Message #203

Date: Wed, 24 Jun 1998
Subject: Precautions Against Exposure To Hantavirus?

[ AzTeC / SWA SASIG ] :

From: Barb Roth

We are ready to dig a cave site near Bend, Oregon
where they recently had a case of hantavirus. Could
list members who've worked in rockshelters and caves
describe what they've done as precautions against
exposure to hantavirus? Please e-mail me at


SASIG Ed -- Try Links on SWA:

Health AZ Health Hanta Hanta Hanta CDC Hanta Hanta
Population Dynamics of the Deer Mouse HPS Case Information
Navajo Medical Traditions and HPS Prevent HPS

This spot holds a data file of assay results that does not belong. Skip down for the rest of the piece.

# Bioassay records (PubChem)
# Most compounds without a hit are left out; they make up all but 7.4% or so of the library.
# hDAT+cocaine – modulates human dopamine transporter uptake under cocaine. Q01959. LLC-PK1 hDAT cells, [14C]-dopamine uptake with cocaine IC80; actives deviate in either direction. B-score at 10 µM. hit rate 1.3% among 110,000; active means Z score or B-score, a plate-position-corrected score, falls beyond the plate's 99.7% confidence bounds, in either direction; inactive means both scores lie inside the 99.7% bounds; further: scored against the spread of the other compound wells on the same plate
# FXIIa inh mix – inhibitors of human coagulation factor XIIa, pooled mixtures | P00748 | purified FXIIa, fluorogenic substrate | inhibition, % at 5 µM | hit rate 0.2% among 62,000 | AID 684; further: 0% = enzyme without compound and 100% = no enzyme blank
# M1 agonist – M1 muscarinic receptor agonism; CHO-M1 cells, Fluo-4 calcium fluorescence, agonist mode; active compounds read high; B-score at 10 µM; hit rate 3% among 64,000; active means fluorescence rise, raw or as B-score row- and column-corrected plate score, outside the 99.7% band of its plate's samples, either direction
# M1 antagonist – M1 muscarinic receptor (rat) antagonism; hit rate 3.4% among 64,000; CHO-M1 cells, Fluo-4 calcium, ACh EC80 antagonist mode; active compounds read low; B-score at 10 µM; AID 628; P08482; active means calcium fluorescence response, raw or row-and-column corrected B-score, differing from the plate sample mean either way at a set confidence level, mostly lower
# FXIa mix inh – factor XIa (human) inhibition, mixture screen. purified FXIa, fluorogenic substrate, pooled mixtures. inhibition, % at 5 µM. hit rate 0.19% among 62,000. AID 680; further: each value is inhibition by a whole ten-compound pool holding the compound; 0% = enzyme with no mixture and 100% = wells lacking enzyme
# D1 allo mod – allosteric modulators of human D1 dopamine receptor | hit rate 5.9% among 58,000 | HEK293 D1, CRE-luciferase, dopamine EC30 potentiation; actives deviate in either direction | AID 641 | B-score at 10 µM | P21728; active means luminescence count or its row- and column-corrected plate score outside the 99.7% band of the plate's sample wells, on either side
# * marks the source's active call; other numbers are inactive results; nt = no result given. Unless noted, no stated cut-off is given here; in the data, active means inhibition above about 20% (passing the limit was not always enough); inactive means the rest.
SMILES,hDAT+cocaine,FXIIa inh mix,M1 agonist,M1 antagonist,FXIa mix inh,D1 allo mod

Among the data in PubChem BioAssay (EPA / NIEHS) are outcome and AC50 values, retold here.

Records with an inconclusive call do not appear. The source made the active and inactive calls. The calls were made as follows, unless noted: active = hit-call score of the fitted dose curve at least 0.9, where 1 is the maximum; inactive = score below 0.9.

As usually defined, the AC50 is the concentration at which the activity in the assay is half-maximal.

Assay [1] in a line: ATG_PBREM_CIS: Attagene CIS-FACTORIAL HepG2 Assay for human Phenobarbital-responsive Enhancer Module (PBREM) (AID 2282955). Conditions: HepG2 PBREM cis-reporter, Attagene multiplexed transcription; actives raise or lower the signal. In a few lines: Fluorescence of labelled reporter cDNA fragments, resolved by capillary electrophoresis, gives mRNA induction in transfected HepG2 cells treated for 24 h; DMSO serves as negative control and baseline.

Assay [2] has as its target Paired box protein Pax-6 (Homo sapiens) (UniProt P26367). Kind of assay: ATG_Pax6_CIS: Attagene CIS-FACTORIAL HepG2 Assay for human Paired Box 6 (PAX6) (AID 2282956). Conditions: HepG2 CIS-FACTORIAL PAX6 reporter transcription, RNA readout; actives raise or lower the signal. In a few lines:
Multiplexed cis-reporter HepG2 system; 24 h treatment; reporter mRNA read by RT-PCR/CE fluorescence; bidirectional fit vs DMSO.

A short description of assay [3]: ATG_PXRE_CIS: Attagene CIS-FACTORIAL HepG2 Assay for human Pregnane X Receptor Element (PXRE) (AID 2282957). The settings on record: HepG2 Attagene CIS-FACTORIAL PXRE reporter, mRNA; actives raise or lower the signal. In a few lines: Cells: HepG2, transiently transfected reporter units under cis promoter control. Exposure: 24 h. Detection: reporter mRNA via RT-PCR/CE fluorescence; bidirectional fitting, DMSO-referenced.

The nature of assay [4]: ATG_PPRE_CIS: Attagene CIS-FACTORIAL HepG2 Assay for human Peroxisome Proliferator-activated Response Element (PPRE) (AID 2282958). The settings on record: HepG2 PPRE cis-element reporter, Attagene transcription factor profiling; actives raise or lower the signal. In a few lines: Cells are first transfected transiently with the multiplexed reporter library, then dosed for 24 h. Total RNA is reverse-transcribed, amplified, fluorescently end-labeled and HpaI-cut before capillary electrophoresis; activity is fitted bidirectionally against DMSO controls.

From: Cathy Spude The Kiva journal had an article in 1994 about procedures useful to reduce Hantavirus risk. See: Fink, T. Michael 1994 Hantavirus Pulmonary Syndrome and Southwestern Archaeologists: A Protocol for Risk Reduction. Kiva, Vol. 59, No. 3: 363. Archaeologists: A Protocol for Risk Reduction. Kiva, Vol. 59, No. 3: 363. From: James Charles In terms of working in areas infested with virus carrying rodent, the best defense is to consider alternative areas to work in because of deep soil deposits saturated with mice droppings and urine deposits. If alternative locations are not feasible, then the workers will have to wear special respirators (purple filters) that are individually fitted for each person and wear disposal outfits including gloves. Areas may need to be sprayed constantly with bleach mixture. The first thing to do is to have a contracted specialist collect samples from the site and have it analyze for hantivirus. From: Allen Dart Barb, I snail-mailing you a copy of a fieldwork safety precautions handout that we provide to every student in the Sabino Canyon Ruin field schools. Unfortunately, I don't have it on disk, but I think it was put together by Michael Fink. Other safety articles Fink as written and published in the AAS "Petroglyph" newsletter, including one on Hanta virus, are accessible on if you don't mind the time it takes to download the PDF plug-ins. Happy digging! From: Deb Dosh Fri, 3 Jul 1998 Subject: Hantavirus Response/Sample Contamination Barb, We are currently excavating a cave near Lakeside AZ. After speaking with Dr. Michael Fink, Arizona State Health Department, we followed this procedure in the cave: 1. Sprayed bleach and anti-virus, anti-bacterial Lysol on all surfaces in the cave and saturated all major deposits of droppings and all nests. Our only concern with this was the potential contamination of samples. 2. We are using heavy duty industrial dust masks inside the cave and outside during screening. You can also double the thinner masks. The catch here is that viruses can go through dust masks - so use the thick ones. If you want to be really sure about this, each crew member in the cave should use real respirators - the kind used for toxic spills, etc. (the expense is phenominal, however). On the plus side, bacteria cannot go through the smaller, less expensive dust masks. 3. Our main problem has not been with hanta virus, however. We have hatching insects in the cave (millions of them). We sprayed Raid for flying insects on all the cave walls. They reappear in all of our excavation units on a daily basis. We again have a problem with potential contamination of samples from the Raid. If anyone has information about the potential contamination of samples from bleach, Lysol or Raid, I would appreciate it. Thanks, Deb Dosh From: Linda Scott Cummings Date: Fri, 3 Jul 1998 17:27:09 Deb, Bleach is a strong oxidizer. That means that it can destroy organic remains. We use bleach to sterilize surfaces and containers and eliminate pollen. So, if you are spraying dirt in the cave prior to excavating, you are causing rapid oxidation (destruction) of the pollen. You will definitely affect any pollen samples that you take. You might just destroy part of the record or perhaps even all of the pollen present. Either way, a bad thing if you plan to take pollen samples. Did the health dept. say anything about their expectations of the anti-virus capability of Lysol or any other anti-virus products? I haven't looked at these products to see if any contain bleach. If they do, you will have a pollen problem. I have seen antiviral and anti-bacterial products that do not contain bleach. If they are effective against hanta virus, I'd strongly recommend that you use only those products and not bleach or products containing bleach. -- Linda Scott Cummings Date: Sun, 26 Jul 1998 09:37:04 -0400 From: